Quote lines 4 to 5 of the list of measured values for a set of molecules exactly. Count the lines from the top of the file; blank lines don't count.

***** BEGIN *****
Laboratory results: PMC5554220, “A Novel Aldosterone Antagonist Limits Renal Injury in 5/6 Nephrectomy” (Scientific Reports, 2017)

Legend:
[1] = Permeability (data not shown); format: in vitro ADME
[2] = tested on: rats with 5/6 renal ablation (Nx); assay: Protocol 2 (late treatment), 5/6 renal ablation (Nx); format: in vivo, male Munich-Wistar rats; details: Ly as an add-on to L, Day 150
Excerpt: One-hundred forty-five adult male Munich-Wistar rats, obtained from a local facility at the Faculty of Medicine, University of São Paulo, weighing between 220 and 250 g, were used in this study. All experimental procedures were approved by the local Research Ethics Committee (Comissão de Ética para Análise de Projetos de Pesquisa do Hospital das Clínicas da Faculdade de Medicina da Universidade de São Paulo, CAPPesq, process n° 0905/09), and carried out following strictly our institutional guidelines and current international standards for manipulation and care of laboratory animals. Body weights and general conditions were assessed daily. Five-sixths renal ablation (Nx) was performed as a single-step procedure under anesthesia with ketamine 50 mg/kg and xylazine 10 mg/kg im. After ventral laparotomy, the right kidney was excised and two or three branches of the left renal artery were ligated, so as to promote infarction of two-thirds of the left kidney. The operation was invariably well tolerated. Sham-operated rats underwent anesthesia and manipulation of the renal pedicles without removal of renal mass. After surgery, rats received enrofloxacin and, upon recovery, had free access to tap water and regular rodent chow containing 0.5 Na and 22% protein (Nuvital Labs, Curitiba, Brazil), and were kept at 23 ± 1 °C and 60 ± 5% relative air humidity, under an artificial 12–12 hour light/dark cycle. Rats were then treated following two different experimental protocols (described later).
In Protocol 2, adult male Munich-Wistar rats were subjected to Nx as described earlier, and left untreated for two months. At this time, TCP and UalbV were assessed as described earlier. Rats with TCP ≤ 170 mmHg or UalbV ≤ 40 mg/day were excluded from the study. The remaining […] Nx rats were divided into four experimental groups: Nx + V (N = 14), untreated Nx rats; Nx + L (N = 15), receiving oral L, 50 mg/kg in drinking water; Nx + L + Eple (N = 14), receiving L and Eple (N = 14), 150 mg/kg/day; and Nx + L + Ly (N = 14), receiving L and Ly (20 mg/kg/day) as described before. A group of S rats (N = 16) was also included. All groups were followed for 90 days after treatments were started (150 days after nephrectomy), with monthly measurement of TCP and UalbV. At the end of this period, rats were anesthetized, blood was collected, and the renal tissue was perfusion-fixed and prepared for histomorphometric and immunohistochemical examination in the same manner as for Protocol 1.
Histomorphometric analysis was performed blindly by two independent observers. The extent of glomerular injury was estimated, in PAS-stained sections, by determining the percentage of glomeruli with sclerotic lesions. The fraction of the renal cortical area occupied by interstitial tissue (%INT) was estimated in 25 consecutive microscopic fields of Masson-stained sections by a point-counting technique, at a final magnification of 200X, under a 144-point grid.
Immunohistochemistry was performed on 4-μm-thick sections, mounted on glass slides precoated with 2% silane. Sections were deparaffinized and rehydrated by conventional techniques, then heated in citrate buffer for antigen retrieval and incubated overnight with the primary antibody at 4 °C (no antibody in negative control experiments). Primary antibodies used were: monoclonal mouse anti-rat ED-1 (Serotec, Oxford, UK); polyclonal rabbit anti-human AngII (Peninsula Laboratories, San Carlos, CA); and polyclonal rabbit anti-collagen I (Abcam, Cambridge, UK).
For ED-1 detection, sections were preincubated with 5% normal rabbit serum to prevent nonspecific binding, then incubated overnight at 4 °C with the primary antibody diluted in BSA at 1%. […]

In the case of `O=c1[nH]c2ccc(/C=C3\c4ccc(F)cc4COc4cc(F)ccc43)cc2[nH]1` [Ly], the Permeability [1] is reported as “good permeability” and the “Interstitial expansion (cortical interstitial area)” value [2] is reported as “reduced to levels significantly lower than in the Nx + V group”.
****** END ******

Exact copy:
[2] = tested on: rats with 5/6 renal ablation (Nx); assay: Protocol 2 (late treatment), 5/6 renal ablation (Nx); format: in vivo, male Munich-Wistar rats; details: Ly as an add-on to L, Day 150
Excerpt: One-hundred forty-five adult male Munich-Wistar rats, obtained from a local facility at the Faculty of Medicine, University of São Paulo, weighing between 220 and 250 g, were used in this study. All experimental procedures were approved by the local Research Ethics Committee (Comissão de Ética para Análise de Projetos de Pesquisa do Hospital das Clínicas da Faculdade de Medicina da Universidade de São Paulo, CAPPesq, process n° 0905/09), and carried out following strictly our institutional guidelines and current international standards for manipulation and care of laboratory animals. Body weights and general conditions were assessed daily. Five-sixths renal ablation (Nx) was performed as a single-step procedure under anesthesia with ketamine 50 mg/kg and xylazine 10 mg/kg im. After ventral laparotomy, the right kidney was excised and two or three branches of the left renal artery were ligated, so as to promote infarction of two-thirds of the left kidney. The operation was invariably well tolerated. Sham-operated rats underwent anesthesia and manipulation of the renal pedicles without removal of renal mass. After surgery, rats received enrofloxacin and, upon recovery, had free access to tap water and regular rodent chow containing 0.5 Na and 22% protein (Nuvital Labs, Curitiba, Brazil), and were kept at 23 ± 1 °C and 60 ± 5% relative air humidity, under an artificial 12–12 hour light/dark cycle. Rats were then treated following two different experimental protocols (described later).